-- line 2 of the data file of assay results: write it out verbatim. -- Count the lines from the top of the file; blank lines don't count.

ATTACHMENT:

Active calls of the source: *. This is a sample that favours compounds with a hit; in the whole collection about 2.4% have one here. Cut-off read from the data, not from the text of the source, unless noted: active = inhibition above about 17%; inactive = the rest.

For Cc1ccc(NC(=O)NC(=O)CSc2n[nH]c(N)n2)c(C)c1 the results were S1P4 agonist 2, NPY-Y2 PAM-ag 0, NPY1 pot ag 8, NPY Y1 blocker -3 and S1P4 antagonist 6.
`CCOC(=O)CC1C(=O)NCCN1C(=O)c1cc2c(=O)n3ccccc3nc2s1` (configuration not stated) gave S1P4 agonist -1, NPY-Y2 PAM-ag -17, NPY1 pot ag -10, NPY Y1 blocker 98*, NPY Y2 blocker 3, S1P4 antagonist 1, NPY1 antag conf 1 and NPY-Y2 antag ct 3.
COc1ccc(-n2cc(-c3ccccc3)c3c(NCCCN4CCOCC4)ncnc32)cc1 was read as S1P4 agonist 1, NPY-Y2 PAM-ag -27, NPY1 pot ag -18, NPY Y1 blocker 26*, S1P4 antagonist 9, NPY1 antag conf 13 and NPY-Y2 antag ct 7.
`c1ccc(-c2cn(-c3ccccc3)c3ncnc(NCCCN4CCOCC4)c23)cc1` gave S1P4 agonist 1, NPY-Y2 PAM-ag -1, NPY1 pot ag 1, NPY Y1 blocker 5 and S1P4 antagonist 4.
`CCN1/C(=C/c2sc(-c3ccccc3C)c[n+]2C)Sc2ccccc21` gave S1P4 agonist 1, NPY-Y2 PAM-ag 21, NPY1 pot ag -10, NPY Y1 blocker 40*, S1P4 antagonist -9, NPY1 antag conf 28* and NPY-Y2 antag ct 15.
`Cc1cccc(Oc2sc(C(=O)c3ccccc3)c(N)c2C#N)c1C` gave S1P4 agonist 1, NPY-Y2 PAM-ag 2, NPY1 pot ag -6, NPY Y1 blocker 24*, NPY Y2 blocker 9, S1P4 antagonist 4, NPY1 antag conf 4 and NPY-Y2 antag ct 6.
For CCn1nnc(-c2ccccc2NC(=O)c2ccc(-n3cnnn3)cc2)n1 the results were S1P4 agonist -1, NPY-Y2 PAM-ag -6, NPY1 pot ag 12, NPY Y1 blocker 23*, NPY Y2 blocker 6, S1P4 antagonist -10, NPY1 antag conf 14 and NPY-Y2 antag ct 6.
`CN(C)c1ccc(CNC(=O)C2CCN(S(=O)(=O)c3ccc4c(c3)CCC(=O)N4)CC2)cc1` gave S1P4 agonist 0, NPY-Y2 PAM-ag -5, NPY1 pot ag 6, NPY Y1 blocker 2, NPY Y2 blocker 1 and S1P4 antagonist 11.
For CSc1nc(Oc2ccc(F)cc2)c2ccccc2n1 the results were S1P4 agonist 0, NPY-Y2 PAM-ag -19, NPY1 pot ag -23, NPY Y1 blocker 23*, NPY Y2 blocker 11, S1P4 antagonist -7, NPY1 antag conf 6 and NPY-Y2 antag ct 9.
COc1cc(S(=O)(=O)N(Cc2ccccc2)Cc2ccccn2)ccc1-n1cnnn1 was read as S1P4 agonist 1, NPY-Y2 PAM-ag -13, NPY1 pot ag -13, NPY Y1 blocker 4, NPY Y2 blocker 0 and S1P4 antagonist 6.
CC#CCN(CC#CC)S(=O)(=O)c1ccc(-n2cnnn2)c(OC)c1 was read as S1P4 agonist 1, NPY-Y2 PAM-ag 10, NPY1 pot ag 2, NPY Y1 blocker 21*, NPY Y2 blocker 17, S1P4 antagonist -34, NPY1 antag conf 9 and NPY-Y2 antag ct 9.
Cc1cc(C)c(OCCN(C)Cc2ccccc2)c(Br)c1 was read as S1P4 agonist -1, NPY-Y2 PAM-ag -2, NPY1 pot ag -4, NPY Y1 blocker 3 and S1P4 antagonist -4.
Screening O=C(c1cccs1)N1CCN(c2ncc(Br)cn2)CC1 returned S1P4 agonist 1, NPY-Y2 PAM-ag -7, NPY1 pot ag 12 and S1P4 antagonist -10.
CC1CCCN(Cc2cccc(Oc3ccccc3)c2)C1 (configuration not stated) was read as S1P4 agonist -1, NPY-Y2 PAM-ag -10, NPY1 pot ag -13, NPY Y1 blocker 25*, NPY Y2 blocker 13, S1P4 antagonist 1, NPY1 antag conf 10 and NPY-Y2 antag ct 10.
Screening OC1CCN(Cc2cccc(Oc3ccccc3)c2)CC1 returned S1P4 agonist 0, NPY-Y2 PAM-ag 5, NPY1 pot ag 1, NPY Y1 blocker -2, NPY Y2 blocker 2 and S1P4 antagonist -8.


For Cc1ccc(NC(=O)NC(=O)CSc2n[nH]c(N)n2)c(C)c1 the results were S1P4 agonist 2, NPY-Y2 PAM-ag 0, NPY1 pot ag 8, NPY Y1 blocker -3 and S1P4 antagonist 6.